Ibn Al-Qayyim says if all of creation were the most beautiful they could be (so let’s imagine, ever single human being looked as beautiful as Yusuf, peace be upon him, and the whole world was like Paradise), and all of them combined from the beginning of time until the Day of Judgment, they would not even be like a ray in comparison to the sun when compared to Allah. Allah’s beauty is so intense that we will not even be able to take it in this life. In the Qur’an, Allah describes Musa’s (peace be upon him) request: “And when Moses arrived at Our appointed time and his Lord spoke to him, he said, ‘My Lord, show me (Yourself) that I may look at You.’ (Allah) said: ‘You will not see Me but look at the mountain; if it should remain in place, then you will see Me.’ But when his Lord appeared to the mountain He rendered it level, and Moses fell unconscious.” (Qur’an, 7:143)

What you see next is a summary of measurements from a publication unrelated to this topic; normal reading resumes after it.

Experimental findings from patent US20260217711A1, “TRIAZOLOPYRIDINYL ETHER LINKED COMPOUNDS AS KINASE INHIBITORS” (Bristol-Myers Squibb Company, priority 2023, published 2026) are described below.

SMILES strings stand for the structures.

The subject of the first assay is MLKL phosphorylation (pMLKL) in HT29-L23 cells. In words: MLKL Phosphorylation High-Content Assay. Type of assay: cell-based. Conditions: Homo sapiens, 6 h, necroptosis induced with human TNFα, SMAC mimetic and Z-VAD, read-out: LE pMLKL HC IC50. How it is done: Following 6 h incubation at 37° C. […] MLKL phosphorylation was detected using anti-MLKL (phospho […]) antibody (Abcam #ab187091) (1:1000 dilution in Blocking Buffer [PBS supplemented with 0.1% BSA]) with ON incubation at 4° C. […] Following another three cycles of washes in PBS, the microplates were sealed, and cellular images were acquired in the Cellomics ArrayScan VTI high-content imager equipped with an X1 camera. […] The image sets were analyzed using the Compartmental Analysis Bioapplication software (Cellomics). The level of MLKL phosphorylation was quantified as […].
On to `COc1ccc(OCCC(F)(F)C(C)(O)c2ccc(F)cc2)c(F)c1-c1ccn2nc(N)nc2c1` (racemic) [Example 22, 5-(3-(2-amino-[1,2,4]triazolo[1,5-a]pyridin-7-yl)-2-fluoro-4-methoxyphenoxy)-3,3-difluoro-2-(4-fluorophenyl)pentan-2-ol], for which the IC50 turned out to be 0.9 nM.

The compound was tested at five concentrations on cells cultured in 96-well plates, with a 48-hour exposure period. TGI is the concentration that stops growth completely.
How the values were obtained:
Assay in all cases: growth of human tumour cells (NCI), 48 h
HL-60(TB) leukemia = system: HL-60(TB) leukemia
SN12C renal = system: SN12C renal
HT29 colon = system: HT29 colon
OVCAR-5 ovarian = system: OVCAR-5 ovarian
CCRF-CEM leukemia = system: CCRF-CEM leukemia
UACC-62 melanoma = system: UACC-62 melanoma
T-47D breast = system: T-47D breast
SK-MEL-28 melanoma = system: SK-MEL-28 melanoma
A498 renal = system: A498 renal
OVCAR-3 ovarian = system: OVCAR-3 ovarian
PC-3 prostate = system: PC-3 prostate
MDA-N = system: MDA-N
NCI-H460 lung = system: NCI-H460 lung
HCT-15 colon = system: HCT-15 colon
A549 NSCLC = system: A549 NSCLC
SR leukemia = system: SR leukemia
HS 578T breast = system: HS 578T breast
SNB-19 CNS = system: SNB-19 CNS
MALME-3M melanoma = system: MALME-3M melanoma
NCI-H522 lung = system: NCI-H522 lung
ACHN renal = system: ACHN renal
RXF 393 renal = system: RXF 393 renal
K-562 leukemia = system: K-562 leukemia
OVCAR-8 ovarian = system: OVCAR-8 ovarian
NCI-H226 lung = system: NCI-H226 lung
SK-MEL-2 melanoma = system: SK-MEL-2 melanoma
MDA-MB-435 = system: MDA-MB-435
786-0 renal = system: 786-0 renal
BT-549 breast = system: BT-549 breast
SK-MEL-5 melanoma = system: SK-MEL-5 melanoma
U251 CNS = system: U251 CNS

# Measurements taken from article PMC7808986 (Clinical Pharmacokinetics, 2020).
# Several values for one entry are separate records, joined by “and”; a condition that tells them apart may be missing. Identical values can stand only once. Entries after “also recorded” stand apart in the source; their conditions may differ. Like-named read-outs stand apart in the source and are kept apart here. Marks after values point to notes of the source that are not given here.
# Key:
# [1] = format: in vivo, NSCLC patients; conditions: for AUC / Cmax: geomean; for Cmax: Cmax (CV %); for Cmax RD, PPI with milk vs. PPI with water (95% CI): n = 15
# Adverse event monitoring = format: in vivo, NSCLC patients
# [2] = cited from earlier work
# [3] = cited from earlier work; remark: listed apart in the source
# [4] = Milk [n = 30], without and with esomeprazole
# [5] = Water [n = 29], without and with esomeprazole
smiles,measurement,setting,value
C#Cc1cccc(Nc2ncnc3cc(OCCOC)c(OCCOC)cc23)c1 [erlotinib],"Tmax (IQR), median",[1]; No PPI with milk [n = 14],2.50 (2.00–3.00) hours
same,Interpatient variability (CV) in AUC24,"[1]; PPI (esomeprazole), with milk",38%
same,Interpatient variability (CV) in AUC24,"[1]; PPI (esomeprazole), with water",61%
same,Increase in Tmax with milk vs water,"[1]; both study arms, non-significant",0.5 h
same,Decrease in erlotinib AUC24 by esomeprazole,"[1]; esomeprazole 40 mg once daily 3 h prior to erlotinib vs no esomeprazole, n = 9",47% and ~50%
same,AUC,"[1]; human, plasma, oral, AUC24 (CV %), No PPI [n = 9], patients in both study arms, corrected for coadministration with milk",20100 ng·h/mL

Even the mountain could not bear the beauty of Allah and crumbled, and when Musa, peace be upon him, saw this (he did not even see Allah), he fell unconscious. This is why on the Day of Judgment it is Allah’s light that will shine on everything. We talk about breathtaking beauty, but we have yet to experience Allah’s beauty. While things in this world can be beautiful or majestic or if they combine both they are finite, true majesty and beauty are for Allah: “And there will remain the Face of your Lord, Owner of Majesty and Honor.” (Qur’an, 55:27)
Keeping all of this in mind, the Prophet, peace be upon him, said: “Allah directs His Face toward the face of His servant who is praying, as long as he does not turn away” (Tirmidhi).
Remember this in your prayer, and ask Allah to allow you the joy of seeing Him in Paradise.